Worksheets have gotten a bum rap in the classroom these days.
They have a reputation for being busy work, pointless activities to keep students hands moving even if their brains are a million miles away. But worksheets don’t have to be mindless. In fact, you can do lots of activities with them that get students talking and using English in useful ways. If you want to give it a try, here are some ways you can use worksheets to get your ESL students talking.
6 Ways Worksheets Can Get Your Students Talking
The Discovery Grammar Method
Your students can learn grammar while they talk with a partner when you use the discovery grammar method with just about any grammar worksheet. To do this, put students in groups of two or three. Choose a grammar worksheet that covers a topic your students have not yet learned. Give each person a worksheet with the answers handwritten in. Then ask students to figure out the rule for the answers. Since they already have the right answers in front of them, they should be able to determine how those answers are formed. Then have students come up with a possible rule for the grammar construction. Follow that discussion by teaching your students how to correctly use the grammar construction. Odds are they will have figured it out on their own already which will cement it in their minds and appeal to your mathematical/logical learners as well. They will have learned the concept on their own and your instruction will just reinforce what they have already figured out.
Writing prompts are prevalent in the world of worksheets. You can even print a different writing prompt for every day of the year at this website. But instead of giving the prompts to your students and asking them to write, have them talk about the prompt instead. For example, if you give your students a writing worksheet that asks what is your favorite day of the year? Have them talk about it instead of writing out their answer, working with a partner to talk about the day and what makes it special. This starting place can and will lead to a great conversation with a classmate, and if you want to have them follow up the discussion by writing out their answer, you’ll get twice the great output from one simple worksheet.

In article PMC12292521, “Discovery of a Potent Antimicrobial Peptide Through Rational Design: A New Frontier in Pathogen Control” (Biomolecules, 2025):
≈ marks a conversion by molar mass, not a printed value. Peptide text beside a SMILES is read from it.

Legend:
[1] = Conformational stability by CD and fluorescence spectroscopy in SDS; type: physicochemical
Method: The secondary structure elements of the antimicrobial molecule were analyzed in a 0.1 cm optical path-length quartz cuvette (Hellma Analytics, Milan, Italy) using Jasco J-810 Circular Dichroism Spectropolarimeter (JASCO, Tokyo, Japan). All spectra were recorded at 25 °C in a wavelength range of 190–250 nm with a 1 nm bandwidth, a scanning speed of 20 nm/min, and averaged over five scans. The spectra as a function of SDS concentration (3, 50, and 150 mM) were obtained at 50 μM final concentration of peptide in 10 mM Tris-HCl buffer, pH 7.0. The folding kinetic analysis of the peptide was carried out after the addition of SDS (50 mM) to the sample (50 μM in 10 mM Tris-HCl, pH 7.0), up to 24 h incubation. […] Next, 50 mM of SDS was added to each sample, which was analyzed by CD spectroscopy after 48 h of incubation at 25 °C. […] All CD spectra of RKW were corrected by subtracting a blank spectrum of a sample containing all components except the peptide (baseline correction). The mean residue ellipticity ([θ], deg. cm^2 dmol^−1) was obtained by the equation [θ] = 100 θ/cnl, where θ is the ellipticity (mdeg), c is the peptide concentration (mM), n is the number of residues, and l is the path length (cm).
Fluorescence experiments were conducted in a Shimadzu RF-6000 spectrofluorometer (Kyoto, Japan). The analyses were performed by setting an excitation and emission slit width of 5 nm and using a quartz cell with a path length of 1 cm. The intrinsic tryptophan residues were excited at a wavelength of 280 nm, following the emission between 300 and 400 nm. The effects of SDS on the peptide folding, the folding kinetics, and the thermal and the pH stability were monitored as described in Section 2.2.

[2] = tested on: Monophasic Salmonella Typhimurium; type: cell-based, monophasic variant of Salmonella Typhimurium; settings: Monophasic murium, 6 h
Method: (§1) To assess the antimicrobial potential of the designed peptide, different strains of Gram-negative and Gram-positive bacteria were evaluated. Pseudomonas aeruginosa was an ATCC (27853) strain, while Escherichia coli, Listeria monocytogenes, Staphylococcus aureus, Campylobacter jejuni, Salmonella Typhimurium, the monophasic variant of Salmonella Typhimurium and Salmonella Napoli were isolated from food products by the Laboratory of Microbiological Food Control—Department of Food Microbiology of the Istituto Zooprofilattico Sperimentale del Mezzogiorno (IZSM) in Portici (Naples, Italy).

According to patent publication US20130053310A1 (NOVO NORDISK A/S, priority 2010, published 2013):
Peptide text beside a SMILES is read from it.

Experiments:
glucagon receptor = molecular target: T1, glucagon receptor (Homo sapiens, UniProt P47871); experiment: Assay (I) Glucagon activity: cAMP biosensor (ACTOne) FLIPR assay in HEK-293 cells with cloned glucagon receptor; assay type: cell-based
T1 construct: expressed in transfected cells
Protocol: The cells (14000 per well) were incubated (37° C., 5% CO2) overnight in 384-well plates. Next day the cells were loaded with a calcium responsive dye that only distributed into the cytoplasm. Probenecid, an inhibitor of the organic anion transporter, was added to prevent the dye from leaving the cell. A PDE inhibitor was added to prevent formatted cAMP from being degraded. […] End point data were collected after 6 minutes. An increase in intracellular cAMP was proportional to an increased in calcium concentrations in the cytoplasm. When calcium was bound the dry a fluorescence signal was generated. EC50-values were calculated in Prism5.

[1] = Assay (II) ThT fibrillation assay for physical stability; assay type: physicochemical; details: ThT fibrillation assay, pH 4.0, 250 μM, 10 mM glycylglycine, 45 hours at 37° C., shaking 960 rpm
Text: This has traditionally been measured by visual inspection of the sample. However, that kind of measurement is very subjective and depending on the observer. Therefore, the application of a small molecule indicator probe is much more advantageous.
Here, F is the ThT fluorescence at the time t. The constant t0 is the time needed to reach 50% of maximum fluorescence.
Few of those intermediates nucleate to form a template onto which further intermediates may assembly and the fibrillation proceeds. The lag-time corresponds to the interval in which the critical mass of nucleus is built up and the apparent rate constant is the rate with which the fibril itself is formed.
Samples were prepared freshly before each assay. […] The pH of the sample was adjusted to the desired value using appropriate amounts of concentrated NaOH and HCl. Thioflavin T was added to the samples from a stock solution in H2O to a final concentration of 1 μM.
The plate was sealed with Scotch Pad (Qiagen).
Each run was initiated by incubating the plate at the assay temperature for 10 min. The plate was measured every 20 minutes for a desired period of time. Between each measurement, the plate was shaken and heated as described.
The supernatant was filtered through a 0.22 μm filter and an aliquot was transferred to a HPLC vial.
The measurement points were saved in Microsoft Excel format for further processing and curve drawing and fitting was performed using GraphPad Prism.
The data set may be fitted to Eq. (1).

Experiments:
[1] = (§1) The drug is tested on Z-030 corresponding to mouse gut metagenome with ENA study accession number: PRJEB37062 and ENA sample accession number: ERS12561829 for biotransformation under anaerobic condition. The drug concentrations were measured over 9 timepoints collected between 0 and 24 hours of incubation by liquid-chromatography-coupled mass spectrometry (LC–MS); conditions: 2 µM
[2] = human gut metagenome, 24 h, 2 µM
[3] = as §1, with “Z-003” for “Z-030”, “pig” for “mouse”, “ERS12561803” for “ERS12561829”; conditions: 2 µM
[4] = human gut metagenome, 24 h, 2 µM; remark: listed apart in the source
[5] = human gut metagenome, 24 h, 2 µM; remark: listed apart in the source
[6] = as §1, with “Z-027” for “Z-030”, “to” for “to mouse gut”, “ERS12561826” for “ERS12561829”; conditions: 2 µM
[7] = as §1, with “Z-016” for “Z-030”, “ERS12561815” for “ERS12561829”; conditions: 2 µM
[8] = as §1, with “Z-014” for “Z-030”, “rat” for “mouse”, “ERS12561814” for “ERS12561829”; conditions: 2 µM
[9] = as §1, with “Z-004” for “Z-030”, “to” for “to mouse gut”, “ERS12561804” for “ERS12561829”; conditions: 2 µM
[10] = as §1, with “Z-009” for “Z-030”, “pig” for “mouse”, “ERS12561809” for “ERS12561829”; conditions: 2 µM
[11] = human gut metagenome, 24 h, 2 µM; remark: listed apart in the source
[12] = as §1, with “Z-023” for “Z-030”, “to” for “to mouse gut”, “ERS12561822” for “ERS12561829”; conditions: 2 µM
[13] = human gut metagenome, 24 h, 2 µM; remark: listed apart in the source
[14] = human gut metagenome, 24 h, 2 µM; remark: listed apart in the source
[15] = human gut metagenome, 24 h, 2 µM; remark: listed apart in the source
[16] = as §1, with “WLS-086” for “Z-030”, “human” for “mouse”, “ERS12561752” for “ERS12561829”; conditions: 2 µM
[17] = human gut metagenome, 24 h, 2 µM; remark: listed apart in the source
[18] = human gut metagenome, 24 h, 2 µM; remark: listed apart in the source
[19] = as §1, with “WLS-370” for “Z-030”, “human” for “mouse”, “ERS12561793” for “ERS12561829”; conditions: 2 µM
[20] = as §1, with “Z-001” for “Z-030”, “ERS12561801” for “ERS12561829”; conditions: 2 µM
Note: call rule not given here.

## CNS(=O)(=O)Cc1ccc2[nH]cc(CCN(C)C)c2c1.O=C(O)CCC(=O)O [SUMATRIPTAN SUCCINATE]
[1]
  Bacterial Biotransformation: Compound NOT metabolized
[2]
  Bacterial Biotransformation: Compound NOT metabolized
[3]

One Sided Grammar
You can still use worksheets to practice grammar and get conversation in at the same time. Partner up your students, and then give each pair only one worksheet. One person has possession of the worksheet for the entire activity, and the other person is not allowed to look at it at all. The students work together, the first person asking his partner the questions on the worksheet and the second person giving the answers. The person with the paper is not allowed to give the answers himself. If you want to give your students equal time answering questions, divide your worksheet in half. Once the first half is completed this way, give the other half to the second student and have her ask her partner for the answers this time.
Not every worksheet you use in an ESL class has to be an English worksheet. Try giving your students a science worksheet such as this one on what plants need to grow. Review the worksheet with your class and make sure they understand the information presented on it. Then have them work with a partner or two other students to design an original experiment based on the information in the worksheet. So for this worksheet, students might try growing plants without each of the elements listed by not watering one, putting one in a dark closet to grow, etc.
Comprehension in Motion
You can use a reading worksheet to get your students moving around class and talking to each other. Choose a short reading comprehension worksheet such as this one on the Australian Dingo or any other worksheet that has a short reading passage along with some questions. Separate the reading paragraph from the questions and give each pair of students only the question portion of the worksheet. Post the paragraph on your front board. Each student will work with a partner. One person is the reader. The other person is the answerer. The answerer starts by asking his partner one of the questions on the sheet. The reader must then go to the reading passage and find that information in the paragraph. He returns to his partner and tells her what he read in the paragraph. The two decide on the answer together and the answerer writes it on his paper. The activity continues this way – the answerer only allowed to look at the questions and the reader only allowed to look at the paragraph. Once students have completed the questions, have them check their answers with you before giving them another set of questions and posting a new paragraph. This time students switch roles for the activity.
There is no need to reinvent the wheel when it comes to getting students talking. A simple conversation worksheet can be all you need to get students chattering away. Worksheets like this one which give several conversation questions can be used just the way they are. But you can also take these worksheets to the next level. Try giving three or four students a worksheet such as this one. Then challenge them to come up with their own game using the questions on the sheet. They might design a board game or a card game or something else entirely. After each group comes up with how to play its game, have each group present their game to the class. After all the presentation, have the class vote on which game they would most like to try and then give that one a go.
No teacher wants to give her students busy work.
With these activities that take worksheets and make them into discussion starters, you can feel good about passing out those papers in class.